Praestans Inter Omnes: Nikki Loomis Nie ’87

April 14, 2020
During these challenging times, Purcell Marian High School would like to recognize our alumni working on the front lines of the COVID-19 crisis. Today we share the experience of Good Samaritan Hospital Access Associate Nikki Loomis Nie '87.


On a normal day, I register a hundred patients.
On a normal day, I help lost patients figure out where their appointments are.
On a normal day, I can offer a consoling smile to help an anxious patient.

Today, I register maybe 20 patients.
Today, I write the date/time on hall passes for Cancer patients going to their treatments.
Today, I wear a mask and have a fear of running out of hand sanitizer.

I am a “people” person. Growing up, I’ve had various cashier jobs. I taught school for 12 years. I currently work at a hospital. I’m not a nurse or doctor, but I do play a pivotal role. I am the first person people see when they enter. I am the first impression patients form when they enter. I set the tone for the rest of those patients’ visits.

In my 15 years here, I have formed long term relationships with some of the patients, exchanging Christmas cards every year. I have grown close, only to lose them to cancer. A new co-worker once told me that he sometimes just watches me. Then he’ll ask, “Let me you know them from High School? College? Thriftway? Norwood? Teaching?” He’s amazed at connections I’ve had with many of the patients that have walked in.

Two years ago, a woman came in for pre-surgical testing. As I registered her, I noticed that she was around my Mom’s age. Her first name was the female version of a guy that graduated from Purcell Marian a year ahead of me. Her last name was the same as his, so I asked her if she was related to him. She grinned and said, “Yes, he’s my son.” I grinned and told her how funny her son was and to tell him I said hello. She came in a few weeks after that to register for her actual surgery. She looked at me and told me that she had something for me. She placed a beautiful rosary in my hand that she got from Jerusalem. I told her that I couldn’t take that from her. She was adamant. “I want you to have this”, as she placed it in my hand and held it there, “I was so scared with this surgery’s diagnosis. Seeing you calmed my mind. I was hoping I’d see you today. I want you to have this.” I was so touched by that gesture that I vowed that day to keep that with me. It is my “work rosary.”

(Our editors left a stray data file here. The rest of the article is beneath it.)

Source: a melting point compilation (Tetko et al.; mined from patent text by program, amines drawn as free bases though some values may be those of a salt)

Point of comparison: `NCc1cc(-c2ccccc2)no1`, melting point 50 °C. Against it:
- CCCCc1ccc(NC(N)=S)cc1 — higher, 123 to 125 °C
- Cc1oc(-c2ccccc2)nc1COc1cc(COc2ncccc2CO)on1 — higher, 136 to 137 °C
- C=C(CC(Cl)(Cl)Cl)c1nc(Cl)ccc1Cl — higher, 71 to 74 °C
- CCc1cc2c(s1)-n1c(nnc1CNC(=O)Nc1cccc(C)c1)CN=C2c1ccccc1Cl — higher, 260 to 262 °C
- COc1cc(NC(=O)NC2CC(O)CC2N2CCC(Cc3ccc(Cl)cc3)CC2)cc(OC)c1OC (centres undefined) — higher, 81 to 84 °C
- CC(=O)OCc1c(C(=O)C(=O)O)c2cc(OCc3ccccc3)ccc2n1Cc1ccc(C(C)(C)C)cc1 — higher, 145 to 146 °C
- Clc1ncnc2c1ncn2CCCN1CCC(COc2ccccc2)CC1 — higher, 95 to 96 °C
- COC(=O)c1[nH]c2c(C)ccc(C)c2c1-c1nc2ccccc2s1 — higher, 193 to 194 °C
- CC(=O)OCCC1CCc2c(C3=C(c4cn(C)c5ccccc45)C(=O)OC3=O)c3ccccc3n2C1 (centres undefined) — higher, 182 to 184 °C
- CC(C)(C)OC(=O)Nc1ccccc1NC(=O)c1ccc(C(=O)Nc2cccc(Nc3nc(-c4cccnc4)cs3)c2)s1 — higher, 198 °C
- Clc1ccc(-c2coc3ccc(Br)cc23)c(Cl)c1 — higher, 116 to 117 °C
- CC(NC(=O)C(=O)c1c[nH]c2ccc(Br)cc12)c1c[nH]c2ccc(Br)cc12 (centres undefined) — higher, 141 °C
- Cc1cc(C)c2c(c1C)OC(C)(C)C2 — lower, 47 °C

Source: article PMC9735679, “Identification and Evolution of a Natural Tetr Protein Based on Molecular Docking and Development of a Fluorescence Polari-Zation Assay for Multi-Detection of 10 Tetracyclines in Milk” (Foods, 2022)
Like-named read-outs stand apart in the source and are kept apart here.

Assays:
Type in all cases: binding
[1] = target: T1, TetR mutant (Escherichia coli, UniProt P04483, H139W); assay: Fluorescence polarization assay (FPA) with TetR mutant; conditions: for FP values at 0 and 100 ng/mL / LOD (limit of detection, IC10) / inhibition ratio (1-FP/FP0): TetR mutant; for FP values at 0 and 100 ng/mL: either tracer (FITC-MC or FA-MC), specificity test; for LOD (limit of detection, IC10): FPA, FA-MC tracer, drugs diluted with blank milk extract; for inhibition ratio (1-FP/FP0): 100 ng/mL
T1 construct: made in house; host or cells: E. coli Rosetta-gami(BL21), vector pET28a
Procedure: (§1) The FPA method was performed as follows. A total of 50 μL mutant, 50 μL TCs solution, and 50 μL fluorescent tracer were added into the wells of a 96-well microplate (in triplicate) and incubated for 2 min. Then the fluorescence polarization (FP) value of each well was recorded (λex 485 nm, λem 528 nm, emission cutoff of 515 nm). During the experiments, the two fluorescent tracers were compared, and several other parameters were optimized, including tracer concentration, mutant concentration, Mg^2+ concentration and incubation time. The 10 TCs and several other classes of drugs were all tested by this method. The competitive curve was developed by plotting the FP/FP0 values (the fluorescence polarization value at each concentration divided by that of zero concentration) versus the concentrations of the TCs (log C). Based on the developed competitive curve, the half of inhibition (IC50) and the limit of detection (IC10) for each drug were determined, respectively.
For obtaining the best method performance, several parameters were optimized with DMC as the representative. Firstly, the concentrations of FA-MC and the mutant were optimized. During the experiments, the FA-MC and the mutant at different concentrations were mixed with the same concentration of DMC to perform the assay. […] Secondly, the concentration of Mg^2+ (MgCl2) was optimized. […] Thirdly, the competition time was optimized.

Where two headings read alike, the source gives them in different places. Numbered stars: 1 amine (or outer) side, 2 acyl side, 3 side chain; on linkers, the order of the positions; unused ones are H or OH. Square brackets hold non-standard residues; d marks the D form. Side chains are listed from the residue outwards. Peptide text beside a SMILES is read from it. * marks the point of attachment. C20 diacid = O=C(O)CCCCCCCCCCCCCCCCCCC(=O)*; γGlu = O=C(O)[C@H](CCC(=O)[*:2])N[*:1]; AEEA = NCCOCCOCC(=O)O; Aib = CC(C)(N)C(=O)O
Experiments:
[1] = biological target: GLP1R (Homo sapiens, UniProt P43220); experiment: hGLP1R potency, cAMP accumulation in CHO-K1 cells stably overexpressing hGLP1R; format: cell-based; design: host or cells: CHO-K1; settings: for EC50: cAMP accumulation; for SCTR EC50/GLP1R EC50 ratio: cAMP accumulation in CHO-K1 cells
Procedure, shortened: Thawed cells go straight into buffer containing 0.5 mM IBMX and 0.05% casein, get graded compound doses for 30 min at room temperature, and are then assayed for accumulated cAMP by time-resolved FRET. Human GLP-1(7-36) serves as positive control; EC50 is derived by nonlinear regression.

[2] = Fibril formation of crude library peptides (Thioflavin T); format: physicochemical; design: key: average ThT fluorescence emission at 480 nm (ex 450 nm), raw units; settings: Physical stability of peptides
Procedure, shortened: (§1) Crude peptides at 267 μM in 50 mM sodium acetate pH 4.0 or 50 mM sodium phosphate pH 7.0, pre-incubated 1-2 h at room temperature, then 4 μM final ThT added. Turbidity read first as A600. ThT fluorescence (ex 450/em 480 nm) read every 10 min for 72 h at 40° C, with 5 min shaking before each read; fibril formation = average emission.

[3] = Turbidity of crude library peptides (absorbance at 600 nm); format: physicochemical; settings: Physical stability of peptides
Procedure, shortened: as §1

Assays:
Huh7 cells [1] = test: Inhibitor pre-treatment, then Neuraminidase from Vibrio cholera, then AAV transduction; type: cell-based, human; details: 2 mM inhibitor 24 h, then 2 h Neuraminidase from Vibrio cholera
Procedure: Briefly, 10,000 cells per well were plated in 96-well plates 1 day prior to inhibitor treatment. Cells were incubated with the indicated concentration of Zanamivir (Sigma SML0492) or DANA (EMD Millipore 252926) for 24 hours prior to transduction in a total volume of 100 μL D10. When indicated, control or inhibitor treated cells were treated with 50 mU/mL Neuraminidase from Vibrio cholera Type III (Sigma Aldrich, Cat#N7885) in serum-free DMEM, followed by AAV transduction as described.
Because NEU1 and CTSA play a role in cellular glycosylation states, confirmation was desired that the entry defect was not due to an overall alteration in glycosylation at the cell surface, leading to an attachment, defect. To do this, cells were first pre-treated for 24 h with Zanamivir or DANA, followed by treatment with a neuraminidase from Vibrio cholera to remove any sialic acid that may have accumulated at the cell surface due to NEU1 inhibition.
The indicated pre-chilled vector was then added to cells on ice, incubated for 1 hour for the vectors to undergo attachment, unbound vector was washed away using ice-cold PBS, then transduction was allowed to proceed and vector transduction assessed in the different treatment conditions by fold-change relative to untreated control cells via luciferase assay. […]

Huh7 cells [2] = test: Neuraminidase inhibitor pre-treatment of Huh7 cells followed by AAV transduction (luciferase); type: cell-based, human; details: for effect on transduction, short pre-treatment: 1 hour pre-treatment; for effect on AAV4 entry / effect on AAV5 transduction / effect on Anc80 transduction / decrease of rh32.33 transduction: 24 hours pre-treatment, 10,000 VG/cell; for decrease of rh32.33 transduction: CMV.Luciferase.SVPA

Even if I don’t know the patient previously, if they are having a hard time with their diagnosis/visit, sometimes I quietly take out my work rosary. I explain the thoughtfulness behind it and the meaning it now has for me. Then I make the sign of the cross and tell the patient that I will keep them in my prayers. I can only hope that that has a calming effect on them and helps them get through what they are fighting.

This is what I do. No, it isn’t what I got my Bachelor’s Degree in, but it gives me a purpose, a real meaning. Now, especially, I’m thankful that I have the experience here that I do.

The things that have been “defining moments” to me in the past have been the Challenger explosion and 9/11. Both of those events showed me that the United States could come together in times of need. Faith carries us, and politics take a back seat as we come together to fight for a common goal.

I never thought we’d experience a “defining moment” like COVID-19, Ever. How incredibly fast the country adapted is mind-boggling at times. My “normal” workdays are evolving into “today” workdays, sometimes at a breath-taking pace.

Unless it is life-threatening, we've canceled all surgeries. CT and MRI scans are very limited. We've canceled all X-rays and ultrasounds. Instead of 15 people in the elevator at a time, it’s now 4. Employees and patients have their foreheads scanned to take temperatures and are all required to wear a mask. Women having babies are allowed one visitor, and patients nearing the end of their lives are allowed a few. Other than that, no visitors are allowed. After they have their temperatures taken, they come to my desk to get a hall pass (Does that take you back to high school?). I direct them to where they need to be.

All employees are trying to keep each other upbeat when the only thing we want is to be safe at home with our families. But, we know that there are ones out there who need us. That is the gift of humanity, to be there for one another. Our patients depend on us. As much as I want to be at home, that is the extent of my needs right now. I am not fighting cancer; I am not pregnant with an unborn child; I am not experiencing heart issues. I could go on and on. THAT is why we are here.

When patients come in, they are scared of their original diagnosis. Add the uncertainty of the COVID-19 pandemic, and that just increases the anxiety.

As patients approach my desk, I sit with a mask covering my mouth and nose. I make eye contact. I remain calm. I call different departments to answer any questions the patient may have. I reassure them that they are in excellent hands. I apologize that they aren’t allowed any visitors, still making eye contact, trying to help them grasp this new (temporary) reality. I try to get them to the department as seamlessly as possible, keeping in mind Viktor Frankl’s quote, “It’s normal to act abnormal in an abnormal situation.”

I know the patients are anxious to get to their departments as quickly as they can so they can get back to the safety of their homes, so I don’t take out my work rosary. I do still have it in my scrub pocket, though. If I think it merits, I take it out and secretly say a prayer for that patient. Then I pray for all of us going through this, hoping we have something in us that makes us “Outstanding Among All.”



COVID-19 Alumni Features